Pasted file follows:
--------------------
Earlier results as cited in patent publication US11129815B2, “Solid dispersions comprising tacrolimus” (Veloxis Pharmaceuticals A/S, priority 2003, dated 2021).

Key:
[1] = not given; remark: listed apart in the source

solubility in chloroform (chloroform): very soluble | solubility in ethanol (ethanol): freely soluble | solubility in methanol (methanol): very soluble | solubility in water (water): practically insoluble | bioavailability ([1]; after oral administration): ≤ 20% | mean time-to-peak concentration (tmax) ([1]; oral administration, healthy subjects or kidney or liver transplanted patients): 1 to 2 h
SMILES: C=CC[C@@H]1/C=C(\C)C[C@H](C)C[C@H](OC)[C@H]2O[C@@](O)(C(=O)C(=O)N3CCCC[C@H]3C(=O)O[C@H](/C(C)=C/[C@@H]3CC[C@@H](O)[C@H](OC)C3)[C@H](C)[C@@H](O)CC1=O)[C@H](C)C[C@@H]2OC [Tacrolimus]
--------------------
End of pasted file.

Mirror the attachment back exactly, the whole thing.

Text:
Earlier results as cited in patent publication US11129815B2, “Solid dispersions comprising tacrolimus” (Veloxis Pharmaceuticals A/S, priority 2003, dated 2021).

Key:
[1] = not given; remark: listed apart in the source

solubility in chloroform (chloroform): very soluble | solubility in ethanol (ethanol): freely soluble | solubility in methanol (methanol): very soluble | solubility in water (water): practically insoluble | bioavailability ([1]; after oral administration): ≤ 20% | mean time-to-peak concentration (tmax) ([1]; oral administration, healthy subjects or kidney or liver transplanted patients): 1 to 2 h
SMILES: C=CC[C@@H]1/C=C(\C)C[C@H](C)C[C@H](OC)[C@H]2O[C@@](O)(C(=O)C(=O)N3CCCC[C@H]3C(=O)O[C@H](/C(C)=C/[C@@H]3CC[C@@H](O)[C@H](OC)C3)[C@H](C)[C@@H](O)CC1=O)[C@H](C)C[C@@H]2OC [Tacrolimus]